In view of (1.8), it is natural to introduce the quenched excess free energy
(1.9) 
to define the two phases
(1.10)  
and to refer to as the quenched delocalized phase, where the strategy of staying above the interface is optimal, and to as the quenched localized phase, where this strategy is not optimal. The presence of these two phases is the result of a competition between entropy and energy: by staying close to the interface the copolymer looses entropy, but it gains energy because it can more easily switch between the two sides of the interface in an attempt to place as many monomers as possible in their preferred solvent.
General convexity arguments show that and are separated by a quenched critical curve given by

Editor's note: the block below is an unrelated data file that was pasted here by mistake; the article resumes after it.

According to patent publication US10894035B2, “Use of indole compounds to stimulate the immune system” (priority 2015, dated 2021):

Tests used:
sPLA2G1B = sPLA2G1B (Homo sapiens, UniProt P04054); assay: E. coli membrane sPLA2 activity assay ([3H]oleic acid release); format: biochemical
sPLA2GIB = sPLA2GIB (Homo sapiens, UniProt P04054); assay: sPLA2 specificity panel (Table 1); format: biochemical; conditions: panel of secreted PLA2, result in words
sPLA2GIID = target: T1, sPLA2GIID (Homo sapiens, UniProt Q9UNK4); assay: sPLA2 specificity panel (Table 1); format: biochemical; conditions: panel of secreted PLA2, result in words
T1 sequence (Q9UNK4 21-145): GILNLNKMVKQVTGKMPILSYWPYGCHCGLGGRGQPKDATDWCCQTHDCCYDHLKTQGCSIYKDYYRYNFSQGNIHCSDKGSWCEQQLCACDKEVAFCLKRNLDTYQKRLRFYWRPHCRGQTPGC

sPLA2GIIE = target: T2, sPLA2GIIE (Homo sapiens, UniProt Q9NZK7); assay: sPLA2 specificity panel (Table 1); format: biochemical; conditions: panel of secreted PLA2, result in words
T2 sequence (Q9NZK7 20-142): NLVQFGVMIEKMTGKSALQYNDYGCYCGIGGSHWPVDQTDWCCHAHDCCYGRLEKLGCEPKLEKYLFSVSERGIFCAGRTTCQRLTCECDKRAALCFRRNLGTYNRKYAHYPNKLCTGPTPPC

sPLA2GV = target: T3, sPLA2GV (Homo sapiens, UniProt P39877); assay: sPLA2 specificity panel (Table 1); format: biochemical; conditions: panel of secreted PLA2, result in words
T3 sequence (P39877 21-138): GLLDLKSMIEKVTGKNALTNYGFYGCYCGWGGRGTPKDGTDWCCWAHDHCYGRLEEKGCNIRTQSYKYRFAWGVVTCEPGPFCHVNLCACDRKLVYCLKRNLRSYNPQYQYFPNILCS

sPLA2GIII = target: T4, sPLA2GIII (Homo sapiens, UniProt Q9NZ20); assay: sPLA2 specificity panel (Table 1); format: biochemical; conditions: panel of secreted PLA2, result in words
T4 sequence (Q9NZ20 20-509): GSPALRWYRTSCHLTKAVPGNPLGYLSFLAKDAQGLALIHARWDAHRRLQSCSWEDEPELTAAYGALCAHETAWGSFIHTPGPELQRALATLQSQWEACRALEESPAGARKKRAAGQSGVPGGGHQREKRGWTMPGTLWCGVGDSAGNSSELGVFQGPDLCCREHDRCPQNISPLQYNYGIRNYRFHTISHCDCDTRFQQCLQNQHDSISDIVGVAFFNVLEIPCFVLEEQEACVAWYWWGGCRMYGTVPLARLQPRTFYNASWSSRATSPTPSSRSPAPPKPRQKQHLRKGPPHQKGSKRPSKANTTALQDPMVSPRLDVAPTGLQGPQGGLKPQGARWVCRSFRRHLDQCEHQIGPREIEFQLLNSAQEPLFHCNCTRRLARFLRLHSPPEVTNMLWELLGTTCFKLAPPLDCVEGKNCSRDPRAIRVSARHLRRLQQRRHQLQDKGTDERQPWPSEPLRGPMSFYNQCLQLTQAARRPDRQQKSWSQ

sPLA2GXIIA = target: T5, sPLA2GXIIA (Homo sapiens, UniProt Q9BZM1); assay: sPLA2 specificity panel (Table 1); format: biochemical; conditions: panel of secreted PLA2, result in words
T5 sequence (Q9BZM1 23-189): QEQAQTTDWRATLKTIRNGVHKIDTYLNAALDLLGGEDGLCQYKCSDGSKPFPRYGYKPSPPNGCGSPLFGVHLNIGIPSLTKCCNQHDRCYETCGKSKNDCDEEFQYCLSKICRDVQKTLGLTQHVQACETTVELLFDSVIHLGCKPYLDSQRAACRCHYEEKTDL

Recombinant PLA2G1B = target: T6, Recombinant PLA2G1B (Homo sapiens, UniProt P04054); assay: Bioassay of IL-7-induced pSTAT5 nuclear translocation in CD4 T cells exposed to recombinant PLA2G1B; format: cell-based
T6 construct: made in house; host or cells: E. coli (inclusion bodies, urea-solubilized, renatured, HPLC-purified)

(1.11) 
with the property that , is strictly increasing and finite on , and is strictly convex on . Moreover, it is easy to check that , the supremum of the support of (see Fig. 2).
The following bounds are known for the quenched critical curve:
(1.12) 
The upper bound was proved in Bolthausen and den Hollander [8], and comes from an annealed estimate on . The lower bound was proved in Bodineau and Giacomin [6], and comes from strategies where the copolymer dips below the interface during rare stretches in where the empirical density is sufficiently biased downwards.
Remark: In the literature is typically assumed to be regularly varying at infinity, i.e.,
(1.13) 
However, the proof of (1.12) in [8] and [6] can be extended to satisfying the much weaker assumption in (1.6). In the literature is sometimes assumed to have Gaussian or subGaussian tails, which is stronger than (1.2). Also this is not necessary for (1.12). Throughout our paper, (1.2) and (1.6) are the only conditions in force (with a sole exception indicated later on).